Updated: Aug 7
What is Stress?
Stress is a normal psychological and physical response to the day-to-day demands of life.It is a perfectly normal reaction. However, the feeling of being overloaded with mental or emotional pressure can turn into stress when you feel unable to cope. While a certain stress level can be motivational for one person, the same level may overwhelm someone else.Some stress can be motivation to complete tasks.However, too much stress can be detrimental to health.
Is there a thing as too much stress?
Too much stress causes the body’s defence system –known as “fight-or-flight” –to kick in.As a result, the nervous system releases a flood of stress hormones, including adrenaline and cortisol.This emergency stress response causes the heart to pound faster, blood pressure to rise, muscles to tighten, and breathing to become more rapid.Frequent stress can cause the body to be in a heightened state of stress most of the time, which leads to suppressed immunity, digestive and reproductive problems, increased ageing and a greater risk of heart attack and stroke. Stress can also make you more vulnerable to mental health concerns like depression and anxiety.
Stress symptoms come in various forms and it can affect our emotions, body and behaviour. Some examples include:
Sources of Stress
When talking about stress, it is useful to consider what we mean by the term. Stress can come in many different forms.
Some examples being:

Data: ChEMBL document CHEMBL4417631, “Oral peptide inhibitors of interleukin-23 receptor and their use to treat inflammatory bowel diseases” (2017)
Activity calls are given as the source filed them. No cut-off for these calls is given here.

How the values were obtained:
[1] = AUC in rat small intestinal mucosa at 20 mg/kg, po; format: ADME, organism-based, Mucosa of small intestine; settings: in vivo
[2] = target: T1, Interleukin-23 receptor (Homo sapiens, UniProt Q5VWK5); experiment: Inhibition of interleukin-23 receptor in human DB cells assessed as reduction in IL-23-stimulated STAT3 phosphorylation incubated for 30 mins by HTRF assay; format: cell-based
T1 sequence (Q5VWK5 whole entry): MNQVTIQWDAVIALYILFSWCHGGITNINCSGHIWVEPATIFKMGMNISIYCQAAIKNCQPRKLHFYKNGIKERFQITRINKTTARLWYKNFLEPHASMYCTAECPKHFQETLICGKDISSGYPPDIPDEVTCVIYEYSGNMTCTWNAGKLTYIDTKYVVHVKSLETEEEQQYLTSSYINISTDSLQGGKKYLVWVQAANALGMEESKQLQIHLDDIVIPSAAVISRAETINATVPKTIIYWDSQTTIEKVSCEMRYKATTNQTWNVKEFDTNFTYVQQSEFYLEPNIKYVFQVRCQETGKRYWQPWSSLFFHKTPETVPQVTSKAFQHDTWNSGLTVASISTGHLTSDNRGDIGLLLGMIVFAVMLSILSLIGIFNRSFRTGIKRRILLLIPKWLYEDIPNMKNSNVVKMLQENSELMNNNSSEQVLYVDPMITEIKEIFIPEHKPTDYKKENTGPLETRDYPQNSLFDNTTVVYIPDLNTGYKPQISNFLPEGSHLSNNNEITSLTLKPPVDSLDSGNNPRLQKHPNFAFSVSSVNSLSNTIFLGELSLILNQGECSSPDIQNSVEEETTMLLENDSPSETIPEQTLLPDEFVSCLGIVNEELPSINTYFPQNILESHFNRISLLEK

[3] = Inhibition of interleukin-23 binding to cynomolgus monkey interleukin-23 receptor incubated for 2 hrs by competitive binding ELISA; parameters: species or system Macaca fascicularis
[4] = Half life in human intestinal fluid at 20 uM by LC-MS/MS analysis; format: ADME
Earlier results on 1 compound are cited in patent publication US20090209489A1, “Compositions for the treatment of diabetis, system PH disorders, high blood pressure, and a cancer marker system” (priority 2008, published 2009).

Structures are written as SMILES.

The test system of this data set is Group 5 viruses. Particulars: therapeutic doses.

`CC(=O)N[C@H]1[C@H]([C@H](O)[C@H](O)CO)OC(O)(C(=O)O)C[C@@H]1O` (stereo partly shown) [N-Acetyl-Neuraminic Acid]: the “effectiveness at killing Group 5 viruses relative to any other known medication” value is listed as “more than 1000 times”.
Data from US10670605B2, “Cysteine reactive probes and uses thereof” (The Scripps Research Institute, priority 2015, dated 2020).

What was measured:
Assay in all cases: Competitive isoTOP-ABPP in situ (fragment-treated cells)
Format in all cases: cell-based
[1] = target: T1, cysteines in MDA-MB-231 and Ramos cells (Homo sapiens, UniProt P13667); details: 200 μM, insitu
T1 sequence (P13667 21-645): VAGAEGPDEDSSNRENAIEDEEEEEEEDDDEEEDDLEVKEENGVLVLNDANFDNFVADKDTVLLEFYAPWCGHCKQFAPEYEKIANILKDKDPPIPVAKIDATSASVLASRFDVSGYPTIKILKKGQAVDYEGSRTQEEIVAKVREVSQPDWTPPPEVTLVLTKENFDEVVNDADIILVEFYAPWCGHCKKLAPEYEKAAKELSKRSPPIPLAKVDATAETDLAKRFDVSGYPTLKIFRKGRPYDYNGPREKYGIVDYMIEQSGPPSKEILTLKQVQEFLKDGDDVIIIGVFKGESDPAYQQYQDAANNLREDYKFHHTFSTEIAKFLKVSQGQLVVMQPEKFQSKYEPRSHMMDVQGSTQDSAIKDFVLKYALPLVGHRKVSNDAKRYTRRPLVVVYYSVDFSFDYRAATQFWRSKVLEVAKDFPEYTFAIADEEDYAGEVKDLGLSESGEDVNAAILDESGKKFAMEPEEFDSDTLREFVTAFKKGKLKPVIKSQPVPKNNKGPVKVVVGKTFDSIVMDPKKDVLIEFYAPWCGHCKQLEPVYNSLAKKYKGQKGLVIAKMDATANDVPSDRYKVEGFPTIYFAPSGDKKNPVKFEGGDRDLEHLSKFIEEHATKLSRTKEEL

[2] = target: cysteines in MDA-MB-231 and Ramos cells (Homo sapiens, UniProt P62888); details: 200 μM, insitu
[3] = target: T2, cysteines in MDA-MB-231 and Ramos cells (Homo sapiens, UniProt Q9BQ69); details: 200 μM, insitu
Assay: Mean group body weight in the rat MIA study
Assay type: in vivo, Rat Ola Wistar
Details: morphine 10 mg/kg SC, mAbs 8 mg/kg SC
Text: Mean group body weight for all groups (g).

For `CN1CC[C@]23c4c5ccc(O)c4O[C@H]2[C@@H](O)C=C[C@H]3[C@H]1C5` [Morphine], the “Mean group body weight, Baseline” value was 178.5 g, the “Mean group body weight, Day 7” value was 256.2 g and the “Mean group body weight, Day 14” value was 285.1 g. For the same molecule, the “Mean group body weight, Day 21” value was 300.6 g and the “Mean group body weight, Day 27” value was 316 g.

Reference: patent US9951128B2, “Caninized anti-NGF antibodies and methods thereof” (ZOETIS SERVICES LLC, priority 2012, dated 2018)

•Physical stress –late nights, binge drinking, poor diet.
•Environmental stress –Poor housing, social isolation, unemployment
•Emotional stress –relationship problems, peer pressure, high exposed emotion.
The below stress container explains how the level of vulnerability of a person determines the ‘size’ of their stress container. Therefore, the lower a person’s vulnerability to stress then the bigger their container is and vice versa. The size of the container is down to a lot of factors and the more difficult challenges, the smaller their container. The more challenges a person has to deal with the more likely the container will overflow. This is called ‘emotional snapping’ Helpful coping methods such as asking for help and getting adequate rest can function as a tap to let stress out of the container. Meanwhile unhelpful coping methods such as working long hours and not getting enough rest can become additional stressors to fill the container and block the tap. It is important to remember that we all use unhelpful coping strategies at times but that new coping strategies can be developed throughout your life.